A private person acting on her own behalf does not implicate the Fourth Amendment. Thus, the action of a private person searching through the personal belongings of somebody else, finding something illegal, and turning it over to the police is not a search under the Fourth Amendment. Similarly, a private person holding somebody against her will is not a seizure under the Fourth Amendment.

The definition of what constitutes a search or seizure has transitioned over the past few decades. Thus, it is important to go through a brief overview of how the Supreme Court has defined a search or seizure and its evolution over time.

In 1928, in Olmstead v. United States, 277 U.S. 438, 466 (1928), the Court applied a very narrow definition of the term “search” when a majority allowed the government to use evidence from a police tap of a private phone line without a warrant. The Court ruled that a search or seizure implicated the Fourth Amendment only when the government intruded upon an area that was protected by the Constitution and the intrusion involved a physical invasion or trespass that was constitutionally impermissible. Over a vigorous dissent, the Court expressly declined to protect intercepted phone conversations by the government by making them inadmissible.

In 1967, however, the Court overruled Olmstead in Katz v. United States, 389 U.S. 347, 352-53 (1967). Katz also dealt with a Fourth Amendment challenge to police tapping phone lines without a warrant. This time, it was a public phone booth that the defendant used. The Katz Court overruled Olmstead, ruling that the evidence stemming from the illegal recording was inadmissible. Still, the majority opinion written by Justice Stewart provided little guidance for courts to navigate Fourth Amendment cases. It was Justice Harlan’s concurrence that has served as the model definition for courts for more than 50 years. Justice Harlan’s concurrence provided that the question depended on: (1) Did the person have an actual expectation of privacy in the activity; and (2) Was that expectation one that society would recognize as reasonable? This test is known as the “reasonable expectation of privacy” test.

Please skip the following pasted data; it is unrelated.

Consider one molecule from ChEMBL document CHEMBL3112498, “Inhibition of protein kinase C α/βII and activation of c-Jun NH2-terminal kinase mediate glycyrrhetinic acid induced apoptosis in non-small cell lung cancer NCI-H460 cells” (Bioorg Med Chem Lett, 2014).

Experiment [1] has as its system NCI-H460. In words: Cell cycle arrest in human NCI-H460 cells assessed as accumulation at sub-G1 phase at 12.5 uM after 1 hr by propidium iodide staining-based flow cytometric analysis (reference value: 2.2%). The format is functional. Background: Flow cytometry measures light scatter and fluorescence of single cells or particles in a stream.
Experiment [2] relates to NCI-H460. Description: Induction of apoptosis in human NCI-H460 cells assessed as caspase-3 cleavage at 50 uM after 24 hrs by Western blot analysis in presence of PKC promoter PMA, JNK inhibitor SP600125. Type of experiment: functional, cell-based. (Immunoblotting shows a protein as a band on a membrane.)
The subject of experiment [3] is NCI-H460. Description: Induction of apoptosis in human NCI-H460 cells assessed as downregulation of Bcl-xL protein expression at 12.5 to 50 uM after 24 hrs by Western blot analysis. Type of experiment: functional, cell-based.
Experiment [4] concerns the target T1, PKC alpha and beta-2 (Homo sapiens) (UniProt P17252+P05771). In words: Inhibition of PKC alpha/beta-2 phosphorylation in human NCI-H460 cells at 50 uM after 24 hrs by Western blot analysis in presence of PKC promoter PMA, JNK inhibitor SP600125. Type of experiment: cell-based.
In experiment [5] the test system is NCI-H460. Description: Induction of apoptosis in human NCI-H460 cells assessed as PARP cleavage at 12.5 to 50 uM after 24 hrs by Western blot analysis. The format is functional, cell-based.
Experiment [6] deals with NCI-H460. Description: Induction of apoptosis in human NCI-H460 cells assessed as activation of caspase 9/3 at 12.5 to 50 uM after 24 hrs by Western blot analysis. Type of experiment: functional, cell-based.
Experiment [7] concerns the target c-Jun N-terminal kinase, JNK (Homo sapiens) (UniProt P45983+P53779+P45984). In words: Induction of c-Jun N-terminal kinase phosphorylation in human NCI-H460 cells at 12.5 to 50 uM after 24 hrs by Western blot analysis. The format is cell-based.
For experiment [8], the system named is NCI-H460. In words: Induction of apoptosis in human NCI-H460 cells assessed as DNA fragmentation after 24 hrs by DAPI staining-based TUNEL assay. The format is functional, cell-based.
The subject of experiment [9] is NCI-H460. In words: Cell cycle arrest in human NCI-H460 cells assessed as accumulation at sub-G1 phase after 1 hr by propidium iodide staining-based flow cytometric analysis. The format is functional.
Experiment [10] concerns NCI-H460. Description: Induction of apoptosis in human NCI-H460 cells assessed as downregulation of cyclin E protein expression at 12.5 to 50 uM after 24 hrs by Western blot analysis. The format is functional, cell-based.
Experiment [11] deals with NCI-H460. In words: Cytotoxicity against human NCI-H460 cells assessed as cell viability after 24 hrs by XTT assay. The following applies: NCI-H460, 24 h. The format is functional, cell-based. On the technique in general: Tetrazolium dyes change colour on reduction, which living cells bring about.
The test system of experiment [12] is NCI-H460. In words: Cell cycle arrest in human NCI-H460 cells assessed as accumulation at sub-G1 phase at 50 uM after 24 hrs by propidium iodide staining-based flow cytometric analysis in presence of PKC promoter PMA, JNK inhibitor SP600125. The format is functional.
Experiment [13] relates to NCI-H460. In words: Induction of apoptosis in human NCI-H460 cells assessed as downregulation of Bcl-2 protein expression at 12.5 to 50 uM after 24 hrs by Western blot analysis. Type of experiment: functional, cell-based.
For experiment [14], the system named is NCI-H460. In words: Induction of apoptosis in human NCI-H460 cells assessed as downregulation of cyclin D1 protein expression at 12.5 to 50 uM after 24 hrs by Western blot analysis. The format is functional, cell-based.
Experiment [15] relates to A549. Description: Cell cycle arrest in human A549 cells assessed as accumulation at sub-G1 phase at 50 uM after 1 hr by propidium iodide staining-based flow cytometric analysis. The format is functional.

There are many cases in which a defendant may have had a subjective expectation of privacy, but it was not an expectation that society would recognize as reasonable. Some examples of cases where there is no reasonable expectation of privacy include aerial surveillance by police, since anyone can look down from an airplane; searching garbage left out on the curb, since anyone or anything can rummage through it; and police using registers to track phone numbers that are dialed, since numbers are willingly disclosed to the phone company, who is a third-party.


1 Thomas K. Clancy, The Framers’’ Intent: John Adams, His Era, and the Fourth Amendment, 86 Ind. L.J. 979, 990 (2011).

Author Biography:

Mary Katherine Mayer, ACP, is an Advanced Certified Paralegal in Trial Practice and Criminal Litigation. She is a paralegal with the Yavapai County Public Defender’s Office in Arizona. Mary is a member of the Arizona Paralegal Association (APA), the NALA Liaison for the APA, a member of NALA, and a member of NALA’s Professional Development Committee. Mary has written articles that have been published in several paralegal resources. When she is not working or writing, Mary enjoys spending time with her husband and son, cooking, and watching sports.